Thankful for culture and heritage. Kayamanan ng Lahi celebrated “Indak Pambata at Pasasalamat,” showcasing folk dances from different regions of the Philippines.
“Our mission has been and is to promote Philippine culture through dance, music and song… and this is why we do this. Kayamanan ng Lahi exists to transform lives through culture.”
This year, aside from the carefully created costumes, and mastered dances, students took part in the California Humanities documentary project — exploring cultural identity, dance and their families’ histories.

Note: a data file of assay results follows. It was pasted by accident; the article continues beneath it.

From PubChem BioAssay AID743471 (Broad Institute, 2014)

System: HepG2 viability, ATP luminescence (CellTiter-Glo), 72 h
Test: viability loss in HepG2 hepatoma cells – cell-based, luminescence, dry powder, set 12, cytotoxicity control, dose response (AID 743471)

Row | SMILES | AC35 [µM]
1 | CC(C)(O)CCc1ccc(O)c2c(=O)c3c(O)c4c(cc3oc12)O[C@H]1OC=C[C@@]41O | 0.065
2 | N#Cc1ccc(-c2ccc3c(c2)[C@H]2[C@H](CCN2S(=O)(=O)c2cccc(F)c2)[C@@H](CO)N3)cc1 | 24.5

Community members, including some of BA’s very own journalists, participated in the project, mentoring young and proud Fil-Ams.
Kayamanan ng Lahi is on its 29th year, and has spanned multiple generations within families, like Bridgette Jopanda’s.
“Being in kayamanan it teaches the children more history within our culture.”
“It’s important for us the kids learn and understand the history behind the dances in different provinces.”
“This place has taught me how to articulate how to present myself in the world, how to represent my culture.”
The fifth member of Kayamanan ng Lahi from the Jopanda family just made his debut — this little fellow, Andrew, who stole the show.